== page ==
There was no longer a feeling of danger or confrontation, only the heady air of victory. At the port, a bunch of kids climb atop one of the idling semitrucks. The driver seems amused. A New Orleans-style brass band begins playing – note to Occupy Wall Street: this is much better than tribal drumming! – and Olsen changes into a more incognito outfit, pulling on a pair of loose blue pants and a hippie poncho. “Now I look like. Any stoner,” he says, smiling. Keith Olbermann had asked him to appear on Countdown tonight, but Olsen declined. He didn’t want to miss this.
A slightly haggard man with a white beard and a walrus mustache approaches Olsen and, like many before him, offers his thanks. He turns out to be a veteran too. He wants to give his first name only, Jack.
Jack had been helping out at Occupy Santa Cruz, because they needed people with first-aid experience and he’d worked as a paramedic. “The last time anything like this happened in this country, I was in Vietnam,” Jack tells me. “I had a different job back then. I was killing people.” He shrugs. “I’m hopeful, but I don’t want to get excited. I’ve seen things like this become flashes in the pan. What’s the best we can hope for? If anyone here thinks the one percent will give away anything to the rest of us, they’re delusional. It won’t happen without a real fight.” At this last line, a dark glint comes into his eye. He’s clearly not talking about more protests. “I’m afraid that’s what has to happen. During Vietnam, it almost jumped off in that direction with us soldiers. Remember, we were the ones with guns. There was a reason so many lieutenants were getting fragged out there.” He laughs mordantly. “You have to watch history, man, or it’ll repeat itself.”
As Occupy regroups, there will no doubt be debates over whether to adopt Oakland’s more confrontational approach nationally or to press on with the awareness-raising teach-in vibe of Occupy Wall Street, which so far has been highly effective in shifting the political debate – in part, one suspects, because many of the protesters in Zuccotti Park seem so nice. (And, one further suspects, so white.) It’s a classic tactical argument: propaganda by word, as anarchists used to call political theorists, versus propaganda by deed, their euphemism for people willing to blow things up.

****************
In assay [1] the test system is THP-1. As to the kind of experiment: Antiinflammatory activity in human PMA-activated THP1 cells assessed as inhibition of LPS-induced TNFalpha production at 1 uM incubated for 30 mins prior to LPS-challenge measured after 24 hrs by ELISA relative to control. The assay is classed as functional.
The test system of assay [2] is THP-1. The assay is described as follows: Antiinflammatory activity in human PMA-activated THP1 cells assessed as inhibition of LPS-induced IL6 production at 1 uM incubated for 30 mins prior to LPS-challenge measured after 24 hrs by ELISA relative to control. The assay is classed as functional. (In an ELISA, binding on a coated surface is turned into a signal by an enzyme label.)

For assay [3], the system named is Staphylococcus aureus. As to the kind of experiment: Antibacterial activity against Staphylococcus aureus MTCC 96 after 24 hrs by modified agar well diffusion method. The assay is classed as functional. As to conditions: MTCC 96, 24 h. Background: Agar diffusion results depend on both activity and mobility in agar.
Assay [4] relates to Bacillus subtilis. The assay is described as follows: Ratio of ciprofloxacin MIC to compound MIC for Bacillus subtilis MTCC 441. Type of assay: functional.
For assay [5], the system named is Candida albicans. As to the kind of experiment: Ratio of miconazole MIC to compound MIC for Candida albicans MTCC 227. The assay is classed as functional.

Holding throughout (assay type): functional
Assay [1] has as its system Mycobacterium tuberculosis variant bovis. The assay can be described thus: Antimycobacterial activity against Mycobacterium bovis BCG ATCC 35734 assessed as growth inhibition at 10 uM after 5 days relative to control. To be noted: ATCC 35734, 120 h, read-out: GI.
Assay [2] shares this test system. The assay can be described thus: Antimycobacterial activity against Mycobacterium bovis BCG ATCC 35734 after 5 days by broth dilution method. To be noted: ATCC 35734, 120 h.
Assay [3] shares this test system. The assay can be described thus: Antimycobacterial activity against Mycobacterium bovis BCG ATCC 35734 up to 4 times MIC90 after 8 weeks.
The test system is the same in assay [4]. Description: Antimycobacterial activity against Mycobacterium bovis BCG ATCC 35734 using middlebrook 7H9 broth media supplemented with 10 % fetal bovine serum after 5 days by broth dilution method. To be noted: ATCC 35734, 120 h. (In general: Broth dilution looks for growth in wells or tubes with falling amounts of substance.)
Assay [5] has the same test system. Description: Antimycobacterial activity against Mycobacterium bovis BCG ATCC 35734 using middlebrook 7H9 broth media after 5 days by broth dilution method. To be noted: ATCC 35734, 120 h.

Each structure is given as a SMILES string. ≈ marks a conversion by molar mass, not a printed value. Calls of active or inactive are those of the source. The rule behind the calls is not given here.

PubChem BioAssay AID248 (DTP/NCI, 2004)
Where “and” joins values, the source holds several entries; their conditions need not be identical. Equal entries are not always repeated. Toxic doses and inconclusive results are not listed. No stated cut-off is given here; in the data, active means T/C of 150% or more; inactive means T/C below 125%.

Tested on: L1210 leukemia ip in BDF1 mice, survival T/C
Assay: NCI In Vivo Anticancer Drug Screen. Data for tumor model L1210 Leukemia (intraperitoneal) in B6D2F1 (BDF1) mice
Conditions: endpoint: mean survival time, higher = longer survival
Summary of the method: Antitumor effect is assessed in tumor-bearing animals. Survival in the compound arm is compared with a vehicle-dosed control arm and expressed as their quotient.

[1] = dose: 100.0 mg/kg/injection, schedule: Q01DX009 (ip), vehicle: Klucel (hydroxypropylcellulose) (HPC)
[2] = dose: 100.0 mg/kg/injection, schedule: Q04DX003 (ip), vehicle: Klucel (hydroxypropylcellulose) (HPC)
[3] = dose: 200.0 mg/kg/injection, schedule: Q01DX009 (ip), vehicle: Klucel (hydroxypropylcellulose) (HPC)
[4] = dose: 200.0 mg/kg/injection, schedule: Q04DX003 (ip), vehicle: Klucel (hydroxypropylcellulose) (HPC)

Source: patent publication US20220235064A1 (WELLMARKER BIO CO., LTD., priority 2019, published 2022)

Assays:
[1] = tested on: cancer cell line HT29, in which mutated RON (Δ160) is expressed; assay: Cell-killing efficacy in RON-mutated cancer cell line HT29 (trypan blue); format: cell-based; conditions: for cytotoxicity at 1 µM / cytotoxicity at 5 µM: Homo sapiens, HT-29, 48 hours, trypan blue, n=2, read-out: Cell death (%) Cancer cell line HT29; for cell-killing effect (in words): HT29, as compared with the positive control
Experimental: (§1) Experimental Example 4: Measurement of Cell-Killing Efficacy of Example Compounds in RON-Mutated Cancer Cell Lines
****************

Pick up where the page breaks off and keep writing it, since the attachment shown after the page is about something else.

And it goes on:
“Here’s the thing we’ve got to remember,” Riley says. “Every progressive movement in U.S. history has been portrayed negatively by the media at the time it happened. Look at articles about the Montgomery bus boycott while it was happening. It’s kind of like with black music, the way it’s always the music from black people 30 years ago that’s the good shit. And music that black people are making right now is the ignorant shit. That’s always the story.”
Riley did not vote for Obama in 2008 – he has described himself as a communist and on principle only votes for propositions and ballot initiatives, not candidates – and he has no plans to support the president in 2012. “If this movement gets involved in electoral politics, that will kill it,” he predicts. “The anti-war movement was strong right before Kerry ran, and then it got turned into a pro-Kerry movement. Killed it. The folks that are suggesting Occupy move to electoral politics are ignoring history, ignoring what actually creates change. People get involved in electoral politics because they think there is no movement that can create change. But now we have one, and we have to continue to create a movement that can stop industry at will around whatever demand. At that point, we’ll get politicians to do whatever we want them to.
Olsen also expresses ambivalence about the political system as it stands. He thinks more highly of Ron Paul than a number of politicians on the left – he doesn’t agree with Paul’s politics, but he respects the fact that he hasn’t been bought. Before he goes back to work, he’s also thinking about how he might put his newfound fame to positive use, perhaps embarking on what he’s calling an “Occupy crawl” to other locations around the country.
“Honestly, I don’t know if we’ll see anything directly attributable to Occupy happen in the political world,” Olsen says. “It would be great if we could get money out of politics, if we could end all of our wars, if we could…” He trails off. “These are the things we’re fighting for. But the commonality among just about everybody out there, whether they call themselves a libertarian or an anarchist or a communist, is that they want politics returned to the people. And that’s what I think will happen. We’re not going to give up until we feel like we are being properly represented.” Olsen, the accidental radical icon, flashes a tight smile. He starts talking about his own injury and subsequent notoriety again, though maybe he’s also speaking about the Occupy movement as a whole. Olsen says, “I don’t want to see this go to waste.”
• The Latest From Occupy Oakland’s General Strike
• Inside Occupy Wall Street
• Taibbi: My Advice to the Occupy Wall Street Protesters
• A Sign Occupy Wall Street Is Having Political Impact
• Photos: Occupy Wall Street Timeline
This story is from the February 2nd, 2012 issue of Rolling Stone.